• Live
    • Audio Only
  • google plus
  • facebook
  • twitter
  • The film festival will take place between September 5 and 9 in Uribia in Guajira, Colombia.

    The film festival will take place between September 5 and 9 in Uribia in Guajira, Colombia. | Photo: Comunicaciones Wayuu

Published 1 September 2018

The aim is to give visibility to audiovisual projects from the Colombian Guajira in order to preserve the stories of the Wayuu people on the big screen.

Uribia – a mostly Indigenous municipality in Guajira, Colombia – will host the eighth Wayuu Film and Video Showcase between September 5 and 9, organized by the Putchimaajana Communications Network of the Wayuu People.

RELATED:

Colombia's Indigenous Wayuu Dominate Directors' Fortnight

This year's edition will focus for the first time on the works of Indigenous Wayuu women, marking the 'International Day of the Indigenous Woman.' It will feature special discussions highlighting their work in the audiovisual field: "perspectives that show other realities, other ways of telling stories and making history."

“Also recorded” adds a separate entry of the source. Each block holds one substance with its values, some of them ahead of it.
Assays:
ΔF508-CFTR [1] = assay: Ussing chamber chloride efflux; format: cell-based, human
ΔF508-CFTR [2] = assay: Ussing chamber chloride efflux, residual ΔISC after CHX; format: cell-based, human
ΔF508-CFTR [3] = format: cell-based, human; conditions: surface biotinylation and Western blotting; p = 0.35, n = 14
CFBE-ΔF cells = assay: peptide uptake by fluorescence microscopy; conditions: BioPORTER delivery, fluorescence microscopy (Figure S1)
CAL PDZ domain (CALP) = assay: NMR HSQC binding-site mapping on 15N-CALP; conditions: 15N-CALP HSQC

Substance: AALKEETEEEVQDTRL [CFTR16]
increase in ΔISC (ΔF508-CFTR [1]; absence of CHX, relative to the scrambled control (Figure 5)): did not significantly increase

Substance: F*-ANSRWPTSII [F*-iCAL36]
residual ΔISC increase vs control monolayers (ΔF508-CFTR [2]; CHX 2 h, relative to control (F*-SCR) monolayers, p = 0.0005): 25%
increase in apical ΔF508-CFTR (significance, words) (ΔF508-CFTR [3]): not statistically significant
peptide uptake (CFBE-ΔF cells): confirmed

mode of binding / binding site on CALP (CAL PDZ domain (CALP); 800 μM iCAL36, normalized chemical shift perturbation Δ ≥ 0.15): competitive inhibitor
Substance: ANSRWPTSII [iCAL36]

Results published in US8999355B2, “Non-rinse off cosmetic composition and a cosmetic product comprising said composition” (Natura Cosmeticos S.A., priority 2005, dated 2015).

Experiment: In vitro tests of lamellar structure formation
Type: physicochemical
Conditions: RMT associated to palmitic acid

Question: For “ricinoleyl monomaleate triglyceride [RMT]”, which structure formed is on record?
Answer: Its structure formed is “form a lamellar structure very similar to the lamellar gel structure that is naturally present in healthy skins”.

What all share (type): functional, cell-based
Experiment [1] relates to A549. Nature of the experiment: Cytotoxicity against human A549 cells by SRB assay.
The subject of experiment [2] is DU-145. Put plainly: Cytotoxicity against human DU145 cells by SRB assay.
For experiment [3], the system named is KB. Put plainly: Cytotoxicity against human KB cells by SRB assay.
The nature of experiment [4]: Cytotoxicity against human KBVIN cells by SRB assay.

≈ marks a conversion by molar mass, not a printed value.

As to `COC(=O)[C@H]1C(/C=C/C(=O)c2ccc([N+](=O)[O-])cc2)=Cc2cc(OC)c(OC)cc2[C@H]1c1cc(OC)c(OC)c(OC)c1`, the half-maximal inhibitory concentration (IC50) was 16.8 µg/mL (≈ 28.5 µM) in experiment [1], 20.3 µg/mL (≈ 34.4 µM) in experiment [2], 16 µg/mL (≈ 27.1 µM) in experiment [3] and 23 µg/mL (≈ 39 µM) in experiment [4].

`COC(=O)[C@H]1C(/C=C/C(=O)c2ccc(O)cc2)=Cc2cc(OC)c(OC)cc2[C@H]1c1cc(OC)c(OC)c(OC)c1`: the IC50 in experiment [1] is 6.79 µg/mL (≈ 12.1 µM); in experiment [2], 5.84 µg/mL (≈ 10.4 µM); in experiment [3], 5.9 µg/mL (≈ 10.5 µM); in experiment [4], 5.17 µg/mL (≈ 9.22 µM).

The festival will screen 28 productions at the Plaza Colombia, in the Mapuain Indigenous community, and the San Jose and El Matadero neighborhoods of Uribia, starting at 7 p.m. local time.

The main aim is to give visibility to audiovisual projects originating in the Colombian Guajira, in order to preserve the stories of the Wayuu people on the big screen. The festival also plans to "return to the Wayuu people the images and sounds that others have borrowed for each film."

According to the organizers, the festival is designed "to form a Wayuu public that can debate the ways in which our stories are being narrated, creating commitment and critique dynamics about what's seen in the culture of screenings for children and young people."

The Putchimaajana Communications Network of the Wayuu People has been organizing the festival for 10 years, and this edition is supported by the National Plan of Indigenous Television, one outcome of the 2017 negotiations between Indigenous communities, the National Communication Commission of the Indigenous Peoples (Concip) and Colombia's government.

Besides the open-air screenings, showing narratives from and by the Wayuu people, the festival will also include workshops and conferences aimed at fostering local talent.

More than 75 children have been registered to take part in photography workshops run by Andres Mosquera, who is known as 'Waosolo' and runs a project titled 'Fall In Love With Choco.'

 
Visitors can also take part in workshops such as documentary filmmaking by David Covo, from Karmairi Producciones; Radio for Kids, by Inty Bachue; Animation for Kids, by Souldes Maestre, and Project Development by Gustavo Ulcue.
 
Comment
0
Comments
Post with no comments.